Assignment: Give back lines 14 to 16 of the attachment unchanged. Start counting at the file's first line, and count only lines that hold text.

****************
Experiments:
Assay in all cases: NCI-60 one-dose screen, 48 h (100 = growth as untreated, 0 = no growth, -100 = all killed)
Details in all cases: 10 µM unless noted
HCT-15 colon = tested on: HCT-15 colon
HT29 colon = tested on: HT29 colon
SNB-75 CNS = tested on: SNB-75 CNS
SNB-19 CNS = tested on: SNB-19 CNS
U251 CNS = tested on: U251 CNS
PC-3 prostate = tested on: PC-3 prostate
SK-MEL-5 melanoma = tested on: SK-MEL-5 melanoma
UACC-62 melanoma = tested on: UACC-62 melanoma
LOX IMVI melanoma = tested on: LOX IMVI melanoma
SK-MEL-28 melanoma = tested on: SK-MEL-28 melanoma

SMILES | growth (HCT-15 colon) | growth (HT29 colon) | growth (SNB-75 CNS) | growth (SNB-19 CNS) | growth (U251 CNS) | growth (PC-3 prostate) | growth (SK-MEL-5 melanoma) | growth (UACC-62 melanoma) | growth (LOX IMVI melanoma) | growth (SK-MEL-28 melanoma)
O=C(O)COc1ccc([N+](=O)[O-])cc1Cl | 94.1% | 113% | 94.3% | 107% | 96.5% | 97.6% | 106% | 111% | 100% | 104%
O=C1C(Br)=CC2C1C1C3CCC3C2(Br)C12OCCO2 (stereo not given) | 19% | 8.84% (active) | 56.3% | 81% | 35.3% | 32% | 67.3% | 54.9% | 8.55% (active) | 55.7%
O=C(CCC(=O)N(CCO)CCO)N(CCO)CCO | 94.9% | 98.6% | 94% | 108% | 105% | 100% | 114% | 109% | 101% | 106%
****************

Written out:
SMILES | growth (HCT-15 colon) | growth (HT29 colon) | growth (SNB-75 CNS) | growth (SNB-19 CNS) | growth (U251 CNS) | growth (PC-3 prostate) | growth (SK-MEL-5 melanoma) | growth (UACC-62 melanoma) | growth (LOX IMVI melanoma) | growth (SK-MEL-28 melanoma)
O=C(O)COc1ccc([N+](=O)[O-])cc1Cl | 94.1% | 113% | 94.3% | 107% | 96.5% | 97.6% | 106% | 111% | 100% | 104%
O=C1C(Br)=CC2C1C1C3CCC3C2(Br)C12OCCO2 (stereo not given) | 19% | 8.84% (active) | 56.3% | 81% | 35.3% | 32% | 67.3% | 54.9% | 8.55% (active) | 55.7%